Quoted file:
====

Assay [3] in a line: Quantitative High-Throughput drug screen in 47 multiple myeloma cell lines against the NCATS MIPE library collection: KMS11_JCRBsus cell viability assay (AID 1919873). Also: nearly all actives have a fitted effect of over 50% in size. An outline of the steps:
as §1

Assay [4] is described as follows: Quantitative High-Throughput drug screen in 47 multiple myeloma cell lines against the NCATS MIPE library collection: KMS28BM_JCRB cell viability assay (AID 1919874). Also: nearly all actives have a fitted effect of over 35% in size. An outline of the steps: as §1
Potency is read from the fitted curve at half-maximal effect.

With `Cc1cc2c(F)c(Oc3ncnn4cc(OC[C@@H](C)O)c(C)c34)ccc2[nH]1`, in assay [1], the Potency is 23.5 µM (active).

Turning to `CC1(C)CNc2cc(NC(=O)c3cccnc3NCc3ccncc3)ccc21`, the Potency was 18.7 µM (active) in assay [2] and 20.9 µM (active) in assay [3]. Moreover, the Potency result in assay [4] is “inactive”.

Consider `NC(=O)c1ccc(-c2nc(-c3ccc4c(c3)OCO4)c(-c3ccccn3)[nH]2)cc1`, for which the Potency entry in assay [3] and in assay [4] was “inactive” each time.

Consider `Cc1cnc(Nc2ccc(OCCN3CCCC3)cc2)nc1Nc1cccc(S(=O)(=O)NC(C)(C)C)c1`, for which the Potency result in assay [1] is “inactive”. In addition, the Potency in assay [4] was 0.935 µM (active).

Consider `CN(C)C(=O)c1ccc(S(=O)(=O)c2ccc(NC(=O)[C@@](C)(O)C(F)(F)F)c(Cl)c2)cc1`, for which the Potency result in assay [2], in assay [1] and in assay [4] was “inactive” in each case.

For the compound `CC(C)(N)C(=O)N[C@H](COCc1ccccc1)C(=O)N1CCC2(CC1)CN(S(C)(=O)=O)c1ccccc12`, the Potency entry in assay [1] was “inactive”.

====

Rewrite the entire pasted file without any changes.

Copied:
Assay [3] in a line: Quantitative High-Throughput drug screen in 47 multiple myeloma cell lines against the NCATS MIPE library collection: KMS11_JCRBsus cell viability assay (AID 1919873). Also: nearly all actives have a fitted effect of over 50% in size. An outline of the steps:
as §1

Assay [4] is described as follows: Quantitative High-Throughput drug screen in 47 multiple myeloma cell lines against the NCATS MIPE library collection: KMS28BM_JCRB cell viability assay (AID 1919874). Also: nearly all actives have a fitted effect of over 35% in size. An outline of the steps: as §1
Potency is read from the fitted curve at half-maximal effect.

With `Cc1cc2c(F)c(Oc3ncnn4cc(OC[C@@H](C)O)c(C)c34)ccc2[nH]1`, in assay [1], the Potency is 23.5 µM (active).

Turning to `CC1(C)CNc2cc(NC(=O)c3cccnc3NCc3ccncc3)ccc21`, the Potency was 18.7 µM (active) in assay [2] and 20.9 µM (active) in assay [3]. Moreover, the Potency result in assay [4] is “inactive”.

Consider `NC(=O)c1ccc(-c2nc(-c3ccc4c(c3)OCO4)c(-c3ccccn3)[nH]2)cc1`, for which the Potency entry in assay [3] and in assay [4] was “inactive” each time.

Consider `Cc1cnc(Nc2ccc(OCCN3CCCC3)cc2)nc1Nc1cccc(S(=O)(=O)NC(C)(C)C)c1`, for which the Potency result in assay [1] is “inactive”. In addition, the Potency in assay [4] was 0.935 µM (active).

Consider `CN(C)C(=O)c1ccc(S(=O)(=O)c2ccc(NC(=O)[C@@](C)(O)C(F)(F)F)c(Cl)c2)cc1`, for which the Potency result in assay [2], in assay [1] and in assay [4] was “inactive” in each case.

For the compound `CC(C)(N)C(=O)N[C@H](COCc1ccccc1)C(=O)N1CCC2(CC1)CN(S(C)(=O)=O)c1ccccc12`, the Potency entry in assay [1] was “inactive”.